Anderson believes there should be little difficulty in framing suitable legislation. The necessary criminal intent would include knowledge that the information was confidential and an intent to make unauthorised use or disclosure.

"The top secret report in the attic case is an example of a case where criminal charges might have been made to stick" he says. "The deterrent effect of criminal sanctions would be helpful. The main objective is to effect a mind shift among employees and others. Taking secrets should not be something which is tolerated - or even applauded - if you can get away with it but a serious matter which is condemned by modern technological society."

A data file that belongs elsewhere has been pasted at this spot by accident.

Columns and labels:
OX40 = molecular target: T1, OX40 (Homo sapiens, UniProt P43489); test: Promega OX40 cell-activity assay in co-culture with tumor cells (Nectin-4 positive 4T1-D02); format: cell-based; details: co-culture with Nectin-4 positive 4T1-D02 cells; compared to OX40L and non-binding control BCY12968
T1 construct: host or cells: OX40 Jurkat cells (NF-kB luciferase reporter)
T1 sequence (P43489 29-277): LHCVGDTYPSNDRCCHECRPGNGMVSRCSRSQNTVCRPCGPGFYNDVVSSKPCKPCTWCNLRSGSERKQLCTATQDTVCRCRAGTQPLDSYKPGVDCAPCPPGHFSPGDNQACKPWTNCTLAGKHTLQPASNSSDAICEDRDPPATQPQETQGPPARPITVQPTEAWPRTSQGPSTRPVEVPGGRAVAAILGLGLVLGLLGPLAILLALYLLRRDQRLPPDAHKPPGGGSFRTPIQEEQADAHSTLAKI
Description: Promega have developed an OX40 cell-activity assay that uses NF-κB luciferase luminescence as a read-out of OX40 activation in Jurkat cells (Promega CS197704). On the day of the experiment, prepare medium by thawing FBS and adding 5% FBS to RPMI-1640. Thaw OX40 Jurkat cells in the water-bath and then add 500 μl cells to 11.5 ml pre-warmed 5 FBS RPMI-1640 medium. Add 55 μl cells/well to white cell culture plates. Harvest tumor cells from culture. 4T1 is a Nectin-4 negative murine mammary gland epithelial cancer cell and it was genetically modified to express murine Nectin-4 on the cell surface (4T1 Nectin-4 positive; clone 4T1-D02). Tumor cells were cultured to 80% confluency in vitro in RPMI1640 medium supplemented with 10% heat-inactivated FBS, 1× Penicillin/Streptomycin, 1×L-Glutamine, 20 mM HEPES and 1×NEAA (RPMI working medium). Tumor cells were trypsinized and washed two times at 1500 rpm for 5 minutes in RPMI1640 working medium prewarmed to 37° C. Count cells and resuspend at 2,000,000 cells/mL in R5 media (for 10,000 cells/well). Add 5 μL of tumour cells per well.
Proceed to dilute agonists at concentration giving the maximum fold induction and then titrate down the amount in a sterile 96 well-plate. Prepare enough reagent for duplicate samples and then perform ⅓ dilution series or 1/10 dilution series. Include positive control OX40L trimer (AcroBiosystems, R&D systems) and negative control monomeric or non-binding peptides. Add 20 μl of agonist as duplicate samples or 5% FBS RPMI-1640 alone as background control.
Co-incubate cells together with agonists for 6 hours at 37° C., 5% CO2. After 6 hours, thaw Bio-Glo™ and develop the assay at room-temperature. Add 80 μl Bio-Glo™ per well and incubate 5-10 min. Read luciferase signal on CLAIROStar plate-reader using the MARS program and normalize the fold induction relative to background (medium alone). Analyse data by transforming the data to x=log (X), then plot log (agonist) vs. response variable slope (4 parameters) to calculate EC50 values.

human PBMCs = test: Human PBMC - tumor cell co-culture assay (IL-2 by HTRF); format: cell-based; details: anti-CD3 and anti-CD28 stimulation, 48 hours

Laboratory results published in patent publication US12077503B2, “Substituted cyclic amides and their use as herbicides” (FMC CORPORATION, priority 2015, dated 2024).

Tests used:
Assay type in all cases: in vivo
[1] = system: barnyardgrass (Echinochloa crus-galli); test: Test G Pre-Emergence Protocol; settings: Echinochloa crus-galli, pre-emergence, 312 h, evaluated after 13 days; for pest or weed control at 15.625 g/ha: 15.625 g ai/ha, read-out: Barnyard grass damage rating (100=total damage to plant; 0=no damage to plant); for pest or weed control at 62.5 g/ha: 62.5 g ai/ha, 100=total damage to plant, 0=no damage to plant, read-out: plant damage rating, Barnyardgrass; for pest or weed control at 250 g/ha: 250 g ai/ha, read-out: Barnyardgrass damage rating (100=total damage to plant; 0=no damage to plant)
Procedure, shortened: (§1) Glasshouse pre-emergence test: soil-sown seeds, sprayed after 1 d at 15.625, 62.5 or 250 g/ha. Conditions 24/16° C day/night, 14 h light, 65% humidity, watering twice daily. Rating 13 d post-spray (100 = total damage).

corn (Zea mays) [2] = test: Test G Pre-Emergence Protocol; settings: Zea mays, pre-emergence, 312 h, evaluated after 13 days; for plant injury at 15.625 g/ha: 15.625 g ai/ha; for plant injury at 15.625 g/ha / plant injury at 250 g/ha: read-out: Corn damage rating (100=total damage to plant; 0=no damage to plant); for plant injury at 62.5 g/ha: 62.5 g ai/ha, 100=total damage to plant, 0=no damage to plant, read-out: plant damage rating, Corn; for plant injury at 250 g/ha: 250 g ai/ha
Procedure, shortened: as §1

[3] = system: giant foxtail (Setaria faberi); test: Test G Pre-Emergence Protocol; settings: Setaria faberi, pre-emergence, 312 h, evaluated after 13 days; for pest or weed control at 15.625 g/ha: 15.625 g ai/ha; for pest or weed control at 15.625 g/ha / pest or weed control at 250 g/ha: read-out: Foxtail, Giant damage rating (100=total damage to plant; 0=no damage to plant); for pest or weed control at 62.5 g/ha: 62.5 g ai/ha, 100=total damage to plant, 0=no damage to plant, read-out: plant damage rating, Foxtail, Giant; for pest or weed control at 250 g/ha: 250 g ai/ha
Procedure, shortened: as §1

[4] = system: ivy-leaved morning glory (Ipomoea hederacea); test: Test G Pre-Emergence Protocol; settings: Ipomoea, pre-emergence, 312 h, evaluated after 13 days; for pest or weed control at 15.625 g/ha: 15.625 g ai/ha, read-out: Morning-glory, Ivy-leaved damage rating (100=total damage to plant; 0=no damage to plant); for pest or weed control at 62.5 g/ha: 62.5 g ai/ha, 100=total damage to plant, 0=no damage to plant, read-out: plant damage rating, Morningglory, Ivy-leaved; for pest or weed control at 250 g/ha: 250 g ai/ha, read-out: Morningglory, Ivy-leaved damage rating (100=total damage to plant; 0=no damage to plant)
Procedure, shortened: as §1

Anderson points to existing inconsistencies in the law. "We have the Computer Misuse Act which penalises the unauthorised access to computers as a criminal offence. Why is that singled out when gaining access to confidential files is not?

"The courts have had at least one opportunity to extend the offence of theft to cover the dishonest taking of confidential information. A student was prosecuted for stealing the contents of an exam paper - he could not be prosecuted for stealing the paper itself because he intended to return it.

"Although the Theft Act says that property which can be stolen includes 'intangible property', the High Court ruled that this did not include confidential information. Also, and this is probably a better reason for the failure of the prosecution, the student had not intended to deprive the owner permanently of the information - a necessary element of theft.